Family Sues UC Trustees for Athlete's Death

     OAKLAND, Calif. (CN) - A UC-Berkeley football player with sickle-cell trait died during a workout, though a Golden Bears' trainer had seen another player with the condition die in similar circumstances at another school, the late player's family claims in court.
     Ted Agu, a defensive lineman for UC-Berkeley's California Golden Bears, died on Feb. 7 during a conditioning drill that was "extremely intense and egregiously inappropriate, given his medical condition," his family says in the Aug. 5 complaint in Alameda County Court.
     The only defendants are The Regents of the University of California and Does 1-50, though an associate athletic trainer, Robert Jackson, who is not a defendant, is named throughout the complaint.
     The Agus claim that Jackson, who observed the fatal team workout, should have understood the risks.
     Jackson worked as an athletic trainer for University of Central Florida's football team when one of its players, Erick Plancher, who also had sickle cell trait, died after a "difficult conditioning session," the complaint states.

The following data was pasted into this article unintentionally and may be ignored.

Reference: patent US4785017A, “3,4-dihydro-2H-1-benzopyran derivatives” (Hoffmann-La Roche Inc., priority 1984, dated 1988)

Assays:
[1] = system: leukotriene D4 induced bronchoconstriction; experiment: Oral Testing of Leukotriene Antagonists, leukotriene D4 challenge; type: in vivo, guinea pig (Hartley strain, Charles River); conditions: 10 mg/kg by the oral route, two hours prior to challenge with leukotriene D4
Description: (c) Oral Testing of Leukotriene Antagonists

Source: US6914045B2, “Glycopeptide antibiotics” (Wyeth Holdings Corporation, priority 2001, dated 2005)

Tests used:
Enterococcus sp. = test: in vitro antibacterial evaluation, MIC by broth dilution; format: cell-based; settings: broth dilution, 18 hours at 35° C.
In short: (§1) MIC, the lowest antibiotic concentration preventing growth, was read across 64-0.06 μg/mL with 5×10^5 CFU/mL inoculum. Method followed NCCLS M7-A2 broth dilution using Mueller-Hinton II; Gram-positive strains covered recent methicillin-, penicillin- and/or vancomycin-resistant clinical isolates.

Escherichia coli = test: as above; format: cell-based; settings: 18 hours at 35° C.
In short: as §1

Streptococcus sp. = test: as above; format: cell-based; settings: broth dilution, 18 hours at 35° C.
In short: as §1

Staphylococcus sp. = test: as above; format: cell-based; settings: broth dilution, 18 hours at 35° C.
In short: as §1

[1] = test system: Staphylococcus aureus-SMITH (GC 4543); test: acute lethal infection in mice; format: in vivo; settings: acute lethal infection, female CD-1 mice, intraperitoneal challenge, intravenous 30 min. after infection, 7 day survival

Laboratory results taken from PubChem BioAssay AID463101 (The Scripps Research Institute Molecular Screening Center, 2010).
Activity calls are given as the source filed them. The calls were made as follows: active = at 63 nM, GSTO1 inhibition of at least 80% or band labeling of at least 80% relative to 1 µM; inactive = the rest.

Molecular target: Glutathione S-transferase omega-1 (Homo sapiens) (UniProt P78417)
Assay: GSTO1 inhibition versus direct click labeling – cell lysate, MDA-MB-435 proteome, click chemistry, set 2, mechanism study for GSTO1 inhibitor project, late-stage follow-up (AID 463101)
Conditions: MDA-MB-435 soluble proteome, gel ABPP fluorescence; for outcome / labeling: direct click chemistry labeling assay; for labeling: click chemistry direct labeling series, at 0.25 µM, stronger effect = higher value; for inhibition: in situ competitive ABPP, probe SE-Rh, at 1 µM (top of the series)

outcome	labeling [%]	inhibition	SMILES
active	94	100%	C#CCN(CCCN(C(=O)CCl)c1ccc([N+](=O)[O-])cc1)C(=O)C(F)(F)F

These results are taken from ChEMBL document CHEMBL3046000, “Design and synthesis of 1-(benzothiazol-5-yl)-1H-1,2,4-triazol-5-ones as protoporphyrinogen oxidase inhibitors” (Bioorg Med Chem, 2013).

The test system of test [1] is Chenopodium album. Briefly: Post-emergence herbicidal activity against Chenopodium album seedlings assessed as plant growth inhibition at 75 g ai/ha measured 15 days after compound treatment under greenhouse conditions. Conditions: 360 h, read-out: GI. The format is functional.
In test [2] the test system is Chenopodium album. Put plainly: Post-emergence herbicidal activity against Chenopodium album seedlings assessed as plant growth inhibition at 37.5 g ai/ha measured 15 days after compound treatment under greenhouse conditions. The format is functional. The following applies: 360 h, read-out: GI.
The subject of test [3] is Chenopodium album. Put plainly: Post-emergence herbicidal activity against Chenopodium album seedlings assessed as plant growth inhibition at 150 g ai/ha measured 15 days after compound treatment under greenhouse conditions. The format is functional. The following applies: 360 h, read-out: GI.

The Plancher family was awarded $10 million against the UCF Athletics Association, according to the Agus' lawsuit.
     The Agus claim that Ted "lost his life because of the reckless and negligent behavior of UCB football trainers and coaches in orchestrating, conducting and subjecting Agu to a lethal conditioning drill for a player with known sickle-cell trait."
     The family claims that Ted suffered "exhaustion, dizziness, shortness of breath, loss of balance and other signs of extreme fatigue that were clearly symptomatic of the sickling process, and yet all such signs were ignored by the UCB trainers and coaches."
     After "a significant period of time," Ted "was put on a cart and taken back toward the stadium where he collapsed for the last time. Emergency personnel came to the scene and transported Ted Agu to Alta Bates Medical Center in Berkeley, where he was pronounced dead," the complaint states.
     Sickle-cell trait indicates that a person has inherited the sickle-cell gene anemia gene. Sickle-cell trait does not create symptoms in itself, according to the Centers for Disease Control, but conditions such as high altitudes, dehydration and low oxygen levels, such as can occur during hard exercise, could pose health complications.
     The Agu family seeks medical expenses and damages for wrongful death and negligence.
     Their lead counsel is Robert Glassman, with Panish Shea & Boyle, of Los Angeles.